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June - Why I Think Adult Faith Formation is Important

June - Why I Think Adult Faith Formation is Important


The two times I’ve actually spoken to Professor Richard Dawkins—probably the best-known atheist in our part of the world—we’ve both got on quite well. Maybe because I’ve never had a problem with evolution and have been able to admire some of the things I liked in his writings. Since he seemed to feel that believing types and scientific types could never get on, during my one face-to-face meeting with him, courtesy Ryan Tubridy’s Late Late Show a few years back, I mentioned my mother’s reading habits. Bringing up four boys cut down her serious reading time to that magic hour when we’d all left for school, between nine and ten in the morning. I told Professor Dawkins that, being a good old-school Catholic, my mother had never read the Bible, so after her beloved delinquents had left, she propped up the Jerusalem Bible on the table, and over a few years covered the whole thing from Genesis to the Apocalypse. Another year, spotting a further gap in her education, she worked through Charles Darwin’s Origin of Species. Without having an argument, I was just making a point—that Catholics aren’t threatened by science or evolution.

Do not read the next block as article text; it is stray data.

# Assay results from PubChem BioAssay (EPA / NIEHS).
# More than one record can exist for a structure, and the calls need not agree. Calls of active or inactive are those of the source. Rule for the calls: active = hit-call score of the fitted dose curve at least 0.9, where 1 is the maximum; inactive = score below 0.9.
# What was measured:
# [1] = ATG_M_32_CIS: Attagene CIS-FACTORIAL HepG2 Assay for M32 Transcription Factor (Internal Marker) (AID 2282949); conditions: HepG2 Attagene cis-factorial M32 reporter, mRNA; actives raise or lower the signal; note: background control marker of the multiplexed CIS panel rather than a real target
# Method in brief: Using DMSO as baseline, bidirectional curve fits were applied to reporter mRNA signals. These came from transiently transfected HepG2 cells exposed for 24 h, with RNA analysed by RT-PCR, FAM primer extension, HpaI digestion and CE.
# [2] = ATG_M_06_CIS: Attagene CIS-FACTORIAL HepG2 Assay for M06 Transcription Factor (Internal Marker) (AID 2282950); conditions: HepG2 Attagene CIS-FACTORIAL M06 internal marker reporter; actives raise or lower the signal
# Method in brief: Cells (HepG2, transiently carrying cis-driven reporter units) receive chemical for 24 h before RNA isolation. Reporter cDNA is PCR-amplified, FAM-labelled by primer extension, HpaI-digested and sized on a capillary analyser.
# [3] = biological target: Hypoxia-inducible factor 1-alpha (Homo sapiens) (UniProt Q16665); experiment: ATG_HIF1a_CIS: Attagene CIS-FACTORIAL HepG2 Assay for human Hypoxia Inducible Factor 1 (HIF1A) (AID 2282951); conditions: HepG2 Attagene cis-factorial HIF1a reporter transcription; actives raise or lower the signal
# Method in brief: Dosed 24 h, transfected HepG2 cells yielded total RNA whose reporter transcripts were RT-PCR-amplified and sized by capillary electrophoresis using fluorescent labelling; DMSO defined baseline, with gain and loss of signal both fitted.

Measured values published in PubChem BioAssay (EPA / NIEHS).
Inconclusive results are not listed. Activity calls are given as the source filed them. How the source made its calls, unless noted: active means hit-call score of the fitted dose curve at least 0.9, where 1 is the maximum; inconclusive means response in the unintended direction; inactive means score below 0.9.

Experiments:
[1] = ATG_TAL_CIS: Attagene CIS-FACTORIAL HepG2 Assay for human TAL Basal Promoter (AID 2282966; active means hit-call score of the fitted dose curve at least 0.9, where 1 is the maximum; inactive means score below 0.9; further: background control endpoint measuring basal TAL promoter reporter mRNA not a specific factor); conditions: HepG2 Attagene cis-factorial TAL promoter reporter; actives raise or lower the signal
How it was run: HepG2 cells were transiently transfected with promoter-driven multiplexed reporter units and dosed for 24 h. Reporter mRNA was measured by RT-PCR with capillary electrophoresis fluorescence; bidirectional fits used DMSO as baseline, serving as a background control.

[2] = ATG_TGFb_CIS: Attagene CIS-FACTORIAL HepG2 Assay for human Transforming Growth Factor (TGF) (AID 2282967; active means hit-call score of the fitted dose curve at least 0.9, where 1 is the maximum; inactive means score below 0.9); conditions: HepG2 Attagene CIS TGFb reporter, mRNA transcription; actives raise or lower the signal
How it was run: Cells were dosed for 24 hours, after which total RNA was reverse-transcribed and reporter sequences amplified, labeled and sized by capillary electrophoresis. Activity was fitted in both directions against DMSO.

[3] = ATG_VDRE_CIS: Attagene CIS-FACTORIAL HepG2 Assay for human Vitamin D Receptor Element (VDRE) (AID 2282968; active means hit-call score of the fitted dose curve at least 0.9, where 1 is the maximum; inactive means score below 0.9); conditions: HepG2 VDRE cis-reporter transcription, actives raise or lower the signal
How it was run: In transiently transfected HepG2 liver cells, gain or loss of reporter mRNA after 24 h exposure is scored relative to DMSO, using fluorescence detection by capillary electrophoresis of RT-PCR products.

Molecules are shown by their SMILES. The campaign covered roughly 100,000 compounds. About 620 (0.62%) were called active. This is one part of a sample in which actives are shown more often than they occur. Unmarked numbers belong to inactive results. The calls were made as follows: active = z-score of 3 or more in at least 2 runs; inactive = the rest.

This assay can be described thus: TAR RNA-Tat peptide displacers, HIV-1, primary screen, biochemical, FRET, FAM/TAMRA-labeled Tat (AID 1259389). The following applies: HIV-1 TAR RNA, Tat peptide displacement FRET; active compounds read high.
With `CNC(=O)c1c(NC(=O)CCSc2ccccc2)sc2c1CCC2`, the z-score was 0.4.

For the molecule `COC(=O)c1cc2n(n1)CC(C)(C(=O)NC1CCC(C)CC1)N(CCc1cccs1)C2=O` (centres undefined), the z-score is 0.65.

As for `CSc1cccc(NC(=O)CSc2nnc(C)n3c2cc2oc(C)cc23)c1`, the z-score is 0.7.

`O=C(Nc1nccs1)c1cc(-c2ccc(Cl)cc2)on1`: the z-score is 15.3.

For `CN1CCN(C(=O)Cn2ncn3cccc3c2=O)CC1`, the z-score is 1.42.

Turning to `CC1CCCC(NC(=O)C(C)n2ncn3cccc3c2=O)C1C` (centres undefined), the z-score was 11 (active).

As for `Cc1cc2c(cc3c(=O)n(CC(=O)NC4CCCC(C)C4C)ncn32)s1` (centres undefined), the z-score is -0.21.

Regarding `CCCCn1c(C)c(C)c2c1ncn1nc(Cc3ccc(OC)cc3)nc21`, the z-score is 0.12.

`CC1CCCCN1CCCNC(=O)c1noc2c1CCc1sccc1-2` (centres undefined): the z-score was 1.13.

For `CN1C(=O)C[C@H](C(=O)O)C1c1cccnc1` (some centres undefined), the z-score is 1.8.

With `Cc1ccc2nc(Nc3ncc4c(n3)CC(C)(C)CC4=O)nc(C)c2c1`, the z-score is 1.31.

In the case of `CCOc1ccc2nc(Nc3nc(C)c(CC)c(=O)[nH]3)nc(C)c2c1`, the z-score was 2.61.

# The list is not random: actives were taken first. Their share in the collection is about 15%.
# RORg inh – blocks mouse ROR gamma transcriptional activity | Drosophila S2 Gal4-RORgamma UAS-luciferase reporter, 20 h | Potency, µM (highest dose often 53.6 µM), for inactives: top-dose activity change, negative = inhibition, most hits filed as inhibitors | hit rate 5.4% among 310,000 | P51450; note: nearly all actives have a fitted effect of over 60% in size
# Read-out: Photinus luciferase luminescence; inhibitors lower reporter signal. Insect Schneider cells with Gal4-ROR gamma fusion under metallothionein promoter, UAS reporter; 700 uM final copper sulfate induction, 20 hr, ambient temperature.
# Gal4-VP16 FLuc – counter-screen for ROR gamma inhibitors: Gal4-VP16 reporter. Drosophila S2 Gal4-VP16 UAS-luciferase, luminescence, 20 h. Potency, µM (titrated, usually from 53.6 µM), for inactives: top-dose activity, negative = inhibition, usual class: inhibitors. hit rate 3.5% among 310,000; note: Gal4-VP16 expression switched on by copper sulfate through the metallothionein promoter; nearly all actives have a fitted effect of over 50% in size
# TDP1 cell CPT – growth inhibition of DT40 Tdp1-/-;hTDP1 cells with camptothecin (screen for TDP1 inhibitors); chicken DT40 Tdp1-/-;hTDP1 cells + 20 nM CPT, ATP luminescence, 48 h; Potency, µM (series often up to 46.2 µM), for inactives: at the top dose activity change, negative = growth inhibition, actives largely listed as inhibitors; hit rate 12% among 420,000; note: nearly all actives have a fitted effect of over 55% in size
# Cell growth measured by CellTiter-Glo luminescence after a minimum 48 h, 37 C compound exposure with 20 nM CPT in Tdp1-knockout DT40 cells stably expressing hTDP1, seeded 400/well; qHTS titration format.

Another point of course was that my mother, born in 1906, couldn’t afford to go to secondary school, but never gave up on her thirst for relevant knowledge. What I think is great about this brand new Irish Catholic Catechism for Adults is that it’ll be a great resource for anyone who’d like to catch up on what we Catholics actually believe. In 2012 (Daily Telegraph, Feb 14) Richard Dawkins triumphantly announced that an “astonishing number [of Christians] couldn’t identify the first book in the New Testament.” Well, my mother could have answered that after her Bible-reading marathon. When Dawkins was asked by an interviewer if he could reel off the full title of his ‘Bible,’ Darwin’s Origin of Species, he couldn’t remember the whole thing and actually said ‘O God!’ Maybe my mother could have helped him out there.


All I’m saying is that we really do need to get our teeth into our development as educated Catholics, and this new Irish Catholic Catechism for Adults has a great mix of concrete examples—often drawn from Irish sources—and of accessible theological discussion. There’s also a definite pointing towards both life and prayer.  So next time we meet up with the Richard Dawkins’s around us, or even the bit of Richard Dawkins in ourselves, we’ll be able to do what St Peter encouraged the first Christians to do: ‘always be prepared to make a defence to anyone who calls you to account for the hope that is in you, yet do it with gentleness and reverence’ (1 Pt 3, 15). My mother would have said ‘you bet!’


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